In May 2013 I organised a conference in Copenhagen, hosted by Danske Bank. It involved Lars Christensen as well as Sam Bowman and Ben Southwood from the Adam Smith Institute. Lars coined the term “Market Monetarism” and became known as an early and influential advocate via his famous blog, “The Market Monetarist“. Sam advocated an NGDP target in a letter published by the Financial Times in 2014. And here is a nice video of Ben Southwood explaining how a NGDP target would mean that central banks don’t have to try to work out which shocks to respond to and which to ignore:
Also around this time, in 2016, the ASI published my policy report, Sound Money, which contained an NGDP proposal for the UK.
Some of the key questions to address when considering an NGDP target are as follows:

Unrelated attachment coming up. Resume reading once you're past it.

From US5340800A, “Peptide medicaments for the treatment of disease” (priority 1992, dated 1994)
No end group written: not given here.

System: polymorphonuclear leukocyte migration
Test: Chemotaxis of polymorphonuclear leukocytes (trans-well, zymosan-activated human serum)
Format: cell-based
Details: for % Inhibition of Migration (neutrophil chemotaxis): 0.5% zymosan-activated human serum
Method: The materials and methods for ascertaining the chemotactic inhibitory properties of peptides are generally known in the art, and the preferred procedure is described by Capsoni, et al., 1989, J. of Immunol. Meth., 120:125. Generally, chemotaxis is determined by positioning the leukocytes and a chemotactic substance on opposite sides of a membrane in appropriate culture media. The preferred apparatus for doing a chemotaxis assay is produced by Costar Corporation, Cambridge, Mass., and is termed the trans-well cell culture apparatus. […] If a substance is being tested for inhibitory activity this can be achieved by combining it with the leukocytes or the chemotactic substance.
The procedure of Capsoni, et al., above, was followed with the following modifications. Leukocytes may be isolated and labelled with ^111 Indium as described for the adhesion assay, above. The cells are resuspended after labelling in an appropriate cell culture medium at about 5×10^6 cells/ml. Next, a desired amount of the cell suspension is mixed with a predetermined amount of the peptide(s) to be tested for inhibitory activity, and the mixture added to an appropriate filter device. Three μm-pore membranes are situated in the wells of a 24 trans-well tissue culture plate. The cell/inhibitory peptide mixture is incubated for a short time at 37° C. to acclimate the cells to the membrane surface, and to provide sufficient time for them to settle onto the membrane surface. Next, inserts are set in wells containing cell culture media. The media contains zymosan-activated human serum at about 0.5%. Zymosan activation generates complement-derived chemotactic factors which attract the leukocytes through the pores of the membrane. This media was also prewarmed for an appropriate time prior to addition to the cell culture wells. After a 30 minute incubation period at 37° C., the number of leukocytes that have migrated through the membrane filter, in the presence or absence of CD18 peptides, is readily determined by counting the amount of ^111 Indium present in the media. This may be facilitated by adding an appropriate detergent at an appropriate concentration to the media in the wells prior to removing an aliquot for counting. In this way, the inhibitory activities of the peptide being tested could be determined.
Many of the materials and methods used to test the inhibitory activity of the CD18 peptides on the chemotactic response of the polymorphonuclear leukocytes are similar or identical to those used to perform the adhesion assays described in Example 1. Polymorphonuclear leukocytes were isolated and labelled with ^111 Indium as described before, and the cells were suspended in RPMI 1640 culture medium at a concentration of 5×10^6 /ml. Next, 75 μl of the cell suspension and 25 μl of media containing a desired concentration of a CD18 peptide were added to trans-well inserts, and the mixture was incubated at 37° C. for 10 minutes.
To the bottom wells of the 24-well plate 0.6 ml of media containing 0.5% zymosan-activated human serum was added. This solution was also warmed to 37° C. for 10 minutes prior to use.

Considering all of these factors, I advocated a 2% average growth in NGDP expectations over a 5 year rolling period. The mains reasons were:
My proposal was trying to strike a balance between those who advocate that total spending is stable (i.e. a 0% growth target) and those who take the current inflation target (2%) and the typical long term real growth rate (~2%) to create a 4% NGDP target. But this idea didn’t catch on, and in hindsight it’s probably better to go for one or the other. Regardless, I was delighted to see that the proposals received extensive media coverage: